Skip to main content

Preventive Care

Take an easy step towards good health

Preventive care is important for maintaining overall health. Regular visits with your doctor let you know if you’re in top shape. They can also help alert you to any health risks, so you can take action for improved wellness.


When you should get screened

Your doctor will help you stay up to date with immunizations or required health screenings you may need based on your age, gender or health history. It’s important to talk to your doctor about your screening schedule.


Centers for Disease Control and Prevention (CDC) adult preventive care guidelines

  • Blood pressure. It’s important to get tested for high blood pressure annually, or as needed beginning at age 18. High blood pressure is greater than 140/90.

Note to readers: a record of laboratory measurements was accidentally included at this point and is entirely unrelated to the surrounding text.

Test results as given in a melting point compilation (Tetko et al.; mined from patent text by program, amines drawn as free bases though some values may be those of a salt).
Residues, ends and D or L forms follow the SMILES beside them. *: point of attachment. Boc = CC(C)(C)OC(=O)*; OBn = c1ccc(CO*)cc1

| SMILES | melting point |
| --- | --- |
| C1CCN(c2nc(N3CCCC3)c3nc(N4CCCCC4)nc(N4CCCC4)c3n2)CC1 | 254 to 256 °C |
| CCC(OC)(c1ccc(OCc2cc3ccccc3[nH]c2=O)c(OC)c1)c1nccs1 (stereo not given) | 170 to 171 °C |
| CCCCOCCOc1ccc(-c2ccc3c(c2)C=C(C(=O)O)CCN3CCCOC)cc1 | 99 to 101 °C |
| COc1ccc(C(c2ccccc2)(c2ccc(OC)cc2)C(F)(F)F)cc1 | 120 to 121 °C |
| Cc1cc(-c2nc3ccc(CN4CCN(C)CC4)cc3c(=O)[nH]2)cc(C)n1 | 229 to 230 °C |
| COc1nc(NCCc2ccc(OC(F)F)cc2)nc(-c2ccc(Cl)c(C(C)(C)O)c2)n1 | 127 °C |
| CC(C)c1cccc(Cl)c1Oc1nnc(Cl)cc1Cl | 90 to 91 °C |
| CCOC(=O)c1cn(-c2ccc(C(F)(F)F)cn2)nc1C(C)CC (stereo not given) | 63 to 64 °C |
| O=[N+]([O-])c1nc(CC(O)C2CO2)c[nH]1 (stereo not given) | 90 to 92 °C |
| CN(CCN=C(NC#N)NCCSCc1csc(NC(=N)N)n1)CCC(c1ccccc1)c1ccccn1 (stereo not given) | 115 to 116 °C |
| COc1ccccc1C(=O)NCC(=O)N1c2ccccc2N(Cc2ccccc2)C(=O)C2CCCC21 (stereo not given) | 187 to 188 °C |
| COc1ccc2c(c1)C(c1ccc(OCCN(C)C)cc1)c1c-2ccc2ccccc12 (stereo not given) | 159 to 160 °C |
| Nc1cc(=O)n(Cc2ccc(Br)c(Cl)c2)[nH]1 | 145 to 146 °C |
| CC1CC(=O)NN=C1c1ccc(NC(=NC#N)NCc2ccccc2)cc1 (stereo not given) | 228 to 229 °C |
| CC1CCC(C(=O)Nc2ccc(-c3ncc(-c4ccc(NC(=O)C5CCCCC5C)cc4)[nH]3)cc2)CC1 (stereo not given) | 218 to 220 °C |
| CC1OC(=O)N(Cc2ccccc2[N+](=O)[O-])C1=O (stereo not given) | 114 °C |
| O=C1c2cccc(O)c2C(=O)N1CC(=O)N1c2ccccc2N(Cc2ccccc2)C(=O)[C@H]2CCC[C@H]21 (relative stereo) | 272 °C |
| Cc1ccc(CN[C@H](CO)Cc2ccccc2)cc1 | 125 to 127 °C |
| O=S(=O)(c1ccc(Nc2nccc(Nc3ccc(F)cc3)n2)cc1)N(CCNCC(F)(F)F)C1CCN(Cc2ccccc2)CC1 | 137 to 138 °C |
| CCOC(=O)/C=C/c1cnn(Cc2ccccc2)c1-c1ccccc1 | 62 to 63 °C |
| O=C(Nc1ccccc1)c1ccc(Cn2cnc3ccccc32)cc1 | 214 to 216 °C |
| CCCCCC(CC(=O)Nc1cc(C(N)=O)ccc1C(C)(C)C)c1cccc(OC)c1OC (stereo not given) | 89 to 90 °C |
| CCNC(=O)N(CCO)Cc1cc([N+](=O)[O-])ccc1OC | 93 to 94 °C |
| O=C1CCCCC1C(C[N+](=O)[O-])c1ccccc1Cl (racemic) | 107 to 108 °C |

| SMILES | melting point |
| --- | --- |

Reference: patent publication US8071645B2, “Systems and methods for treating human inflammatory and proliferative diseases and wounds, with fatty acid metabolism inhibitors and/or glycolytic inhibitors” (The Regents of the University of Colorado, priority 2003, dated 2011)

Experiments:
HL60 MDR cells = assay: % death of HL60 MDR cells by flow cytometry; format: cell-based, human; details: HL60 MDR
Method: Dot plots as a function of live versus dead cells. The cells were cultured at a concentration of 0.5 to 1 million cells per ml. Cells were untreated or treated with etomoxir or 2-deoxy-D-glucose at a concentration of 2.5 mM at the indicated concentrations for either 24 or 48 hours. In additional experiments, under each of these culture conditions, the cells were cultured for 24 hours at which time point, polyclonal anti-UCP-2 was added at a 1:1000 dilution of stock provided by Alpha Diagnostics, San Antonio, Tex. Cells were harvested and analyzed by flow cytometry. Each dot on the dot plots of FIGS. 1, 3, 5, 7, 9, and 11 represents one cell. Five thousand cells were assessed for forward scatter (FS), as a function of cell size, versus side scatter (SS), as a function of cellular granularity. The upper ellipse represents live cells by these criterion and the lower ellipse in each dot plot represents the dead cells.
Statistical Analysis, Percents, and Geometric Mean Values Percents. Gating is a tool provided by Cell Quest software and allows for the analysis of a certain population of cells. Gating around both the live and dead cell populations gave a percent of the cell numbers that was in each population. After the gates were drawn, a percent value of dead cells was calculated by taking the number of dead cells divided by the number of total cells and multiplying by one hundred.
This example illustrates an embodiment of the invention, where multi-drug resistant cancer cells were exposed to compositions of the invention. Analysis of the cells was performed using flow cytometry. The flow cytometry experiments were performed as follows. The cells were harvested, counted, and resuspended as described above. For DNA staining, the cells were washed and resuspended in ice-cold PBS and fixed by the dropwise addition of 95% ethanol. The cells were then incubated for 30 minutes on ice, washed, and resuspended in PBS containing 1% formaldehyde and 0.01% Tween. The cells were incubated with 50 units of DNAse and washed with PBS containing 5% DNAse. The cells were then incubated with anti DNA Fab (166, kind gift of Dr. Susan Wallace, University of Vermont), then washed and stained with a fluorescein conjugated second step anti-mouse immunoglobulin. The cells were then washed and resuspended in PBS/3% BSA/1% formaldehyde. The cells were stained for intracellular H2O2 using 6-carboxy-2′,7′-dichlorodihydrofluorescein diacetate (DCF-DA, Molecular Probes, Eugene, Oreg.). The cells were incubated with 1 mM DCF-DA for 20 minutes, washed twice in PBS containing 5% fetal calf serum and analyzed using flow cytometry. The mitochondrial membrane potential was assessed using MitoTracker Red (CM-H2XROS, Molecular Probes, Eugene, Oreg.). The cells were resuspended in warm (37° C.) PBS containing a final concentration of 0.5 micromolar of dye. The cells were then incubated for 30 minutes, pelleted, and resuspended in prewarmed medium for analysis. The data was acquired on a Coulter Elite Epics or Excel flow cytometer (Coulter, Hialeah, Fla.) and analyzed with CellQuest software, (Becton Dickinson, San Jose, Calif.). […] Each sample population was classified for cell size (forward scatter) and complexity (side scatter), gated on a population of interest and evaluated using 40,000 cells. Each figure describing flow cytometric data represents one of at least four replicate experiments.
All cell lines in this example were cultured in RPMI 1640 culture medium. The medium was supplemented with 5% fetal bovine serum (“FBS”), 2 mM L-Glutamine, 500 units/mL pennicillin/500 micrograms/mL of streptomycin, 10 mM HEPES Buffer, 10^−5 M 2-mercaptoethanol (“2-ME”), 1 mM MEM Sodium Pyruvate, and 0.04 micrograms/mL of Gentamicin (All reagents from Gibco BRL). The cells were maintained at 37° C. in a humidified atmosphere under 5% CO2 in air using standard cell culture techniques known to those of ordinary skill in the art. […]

• Cholesterol. It’s recommended that men aged 35 and older get checked for high cholesterol levels every five years. Men and women at high risk who are 20 and older should also be screened. Increased cholesterol levels can lead to a higher risk factor for coronary heart disease.
  • Colorectal cancer screening. Beginning at the age of 50, you should get screened to check for early signs of colon cancer. The CDC recommends getting a sigmoidoscopy every five years (or as needed) or a colonoscopy every ten years (or as needed).
  • Diabetes. If you’re at low risk for diabetes, you should take a blood sugar (glucose) exam every three years. If you’re at high risk, then it should be taken annually. If you have symptoms of diabetes, it’s important to see a doctor right away.


Additional preventive care

Oral health. You should brush your teeth twice a day and try to replace your tooth brush every three or four months. It’s also important to visit your dentist regularly for cleanings and check-ups.


Eye health. Get an eye exam every one to two years, or as recommended. Already wear glasses or contacts? No worries, this just means more frequent check-ups. Regular eye exams are important to your health. This is especially true if you have diabetes, as you’re at greater risk for eye complications.